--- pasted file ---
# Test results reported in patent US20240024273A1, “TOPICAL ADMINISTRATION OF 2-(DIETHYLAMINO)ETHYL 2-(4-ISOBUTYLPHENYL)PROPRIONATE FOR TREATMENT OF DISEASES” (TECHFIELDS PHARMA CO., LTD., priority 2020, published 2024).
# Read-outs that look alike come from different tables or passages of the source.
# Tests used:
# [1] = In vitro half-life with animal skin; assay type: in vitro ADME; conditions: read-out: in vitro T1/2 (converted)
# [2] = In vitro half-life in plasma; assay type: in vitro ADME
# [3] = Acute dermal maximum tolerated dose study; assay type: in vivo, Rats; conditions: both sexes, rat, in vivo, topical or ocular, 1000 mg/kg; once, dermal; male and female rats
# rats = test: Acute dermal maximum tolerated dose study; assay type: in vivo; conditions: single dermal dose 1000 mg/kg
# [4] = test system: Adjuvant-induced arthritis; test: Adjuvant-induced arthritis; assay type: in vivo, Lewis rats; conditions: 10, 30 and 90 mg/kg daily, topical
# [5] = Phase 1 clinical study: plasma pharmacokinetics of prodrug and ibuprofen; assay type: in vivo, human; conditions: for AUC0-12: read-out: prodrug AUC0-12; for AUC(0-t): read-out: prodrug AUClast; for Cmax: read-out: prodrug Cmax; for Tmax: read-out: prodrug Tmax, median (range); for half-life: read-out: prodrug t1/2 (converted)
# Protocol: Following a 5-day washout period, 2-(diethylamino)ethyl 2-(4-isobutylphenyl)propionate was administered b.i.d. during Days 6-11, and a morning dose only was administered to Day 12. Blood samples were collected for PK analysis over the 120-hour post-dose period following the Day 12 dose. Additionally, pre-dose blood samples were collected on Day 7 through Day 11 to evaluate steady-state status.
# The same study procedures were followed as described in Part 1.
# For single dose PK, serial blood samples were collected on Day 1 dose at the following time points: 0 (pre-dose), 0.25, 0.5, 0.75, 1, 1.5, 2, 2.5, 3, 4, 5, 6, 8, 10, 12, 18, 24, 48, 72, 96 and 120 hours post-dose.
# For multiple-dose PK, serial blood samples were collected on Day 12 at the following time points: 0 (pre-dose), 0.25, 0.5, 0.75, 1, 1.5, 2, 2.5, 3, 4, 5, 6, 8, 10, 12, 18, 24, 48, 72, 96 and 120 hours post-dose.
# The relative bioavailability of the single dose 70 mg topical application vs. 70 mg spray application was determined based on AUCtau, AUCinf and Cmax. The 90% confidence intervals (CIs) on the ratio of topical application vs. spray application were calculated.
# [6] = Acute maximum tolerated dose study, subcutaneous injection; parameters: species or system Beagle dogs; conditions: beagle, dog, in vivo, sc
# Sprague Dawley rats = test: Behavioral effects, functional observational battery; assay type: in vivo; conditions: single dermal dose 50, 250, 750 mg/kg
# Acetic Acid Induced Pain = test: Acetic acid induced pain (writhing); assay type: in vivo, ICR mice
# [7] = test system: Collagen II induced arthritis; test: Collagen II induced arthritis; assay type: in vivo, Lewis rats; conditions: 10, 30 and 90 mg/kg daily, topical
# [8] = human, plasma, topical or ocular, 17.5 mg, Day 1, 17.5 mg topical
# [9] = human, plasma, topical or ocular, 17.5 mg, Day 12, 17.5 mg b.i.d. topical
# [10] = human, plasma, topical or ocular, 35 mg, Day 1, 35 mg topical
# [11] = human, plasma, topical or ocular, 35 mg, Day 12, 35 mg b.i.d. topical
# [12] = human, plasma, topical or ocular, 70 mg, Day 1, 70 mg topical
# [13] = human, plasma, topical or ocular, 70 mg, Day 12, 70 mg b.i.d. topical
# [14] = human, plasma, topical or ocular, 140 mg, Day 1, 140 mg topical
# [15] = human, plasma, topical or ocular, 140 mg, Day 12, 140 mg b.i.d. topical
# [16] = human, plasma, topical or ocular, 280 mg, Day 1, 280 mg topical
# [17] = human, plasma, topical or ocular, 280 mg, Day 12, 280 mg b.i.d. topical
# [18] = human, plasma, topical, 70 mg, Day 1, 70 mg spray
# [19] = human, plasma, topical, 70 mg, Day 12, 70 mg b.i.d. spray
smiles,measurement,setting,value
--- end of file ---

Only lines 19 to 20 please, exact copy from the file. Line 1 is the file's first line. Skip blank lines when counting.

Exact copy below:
# [8] = human, plasma, topical or ocular, 17.5 mg, Day 1, 17.5 mg topical
# [9] = human, plasma, topical or ocular, 17.5 mg, Day 12, 17.5 mg b.i.d. topical